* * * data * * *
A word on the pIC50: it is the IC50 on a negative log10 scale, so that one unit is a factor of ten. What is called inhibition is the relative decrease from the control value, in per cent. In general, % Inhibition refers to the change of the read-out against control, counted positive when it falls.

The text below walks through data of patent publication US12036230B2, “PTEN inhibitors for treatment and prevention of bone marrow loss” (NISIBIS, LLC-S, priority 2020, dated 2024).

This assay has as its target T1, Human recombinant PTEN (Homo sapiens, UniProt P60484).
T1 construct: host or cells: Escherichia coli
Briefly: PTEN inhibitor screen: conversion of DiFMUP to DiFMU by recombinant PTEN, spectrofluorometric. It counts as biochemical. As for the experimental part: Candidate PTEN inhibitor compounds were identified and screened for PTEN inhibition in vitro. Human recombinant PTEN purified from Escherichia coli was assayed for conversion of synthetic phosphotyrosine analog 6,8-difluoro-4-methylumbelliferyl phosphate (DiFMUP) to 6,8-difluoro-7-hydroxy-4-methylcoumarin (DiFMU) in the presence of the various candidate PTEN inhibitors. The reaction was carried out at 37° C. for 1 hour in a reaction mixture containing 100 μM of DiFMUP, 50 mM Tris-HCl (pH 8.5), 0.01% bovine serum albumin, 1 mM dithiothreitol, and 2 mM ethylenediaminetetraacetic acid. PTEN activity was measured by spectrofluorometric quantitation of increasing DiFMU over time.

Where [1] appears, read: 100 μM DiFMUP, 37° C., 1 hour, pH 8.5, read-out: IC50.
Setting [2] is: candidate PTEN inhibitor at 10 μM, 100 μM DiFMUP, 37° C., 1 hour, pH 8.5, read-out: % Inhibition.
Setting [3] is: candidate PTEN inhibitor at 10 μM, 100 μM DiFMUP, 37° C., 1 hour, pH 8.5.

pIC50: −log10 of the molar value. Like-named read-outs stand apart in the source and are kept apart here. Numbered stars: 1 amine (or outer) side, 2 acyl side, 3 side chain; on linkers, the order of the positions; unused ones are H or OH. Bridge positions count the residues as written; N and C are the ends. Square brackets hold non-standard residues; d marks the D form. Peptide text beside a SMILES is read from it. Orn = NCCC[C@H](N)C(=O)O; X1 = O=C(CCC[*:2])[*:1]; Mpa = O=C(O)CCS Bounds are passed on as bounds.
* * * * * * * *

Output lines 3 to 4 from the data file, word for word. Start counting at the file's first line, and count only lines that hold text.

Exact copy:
This assay has as its target T1, Human recombinant PTEN (Homo sapiens, UniProt P60484).
T1 construct: host or cells: Escherichia coli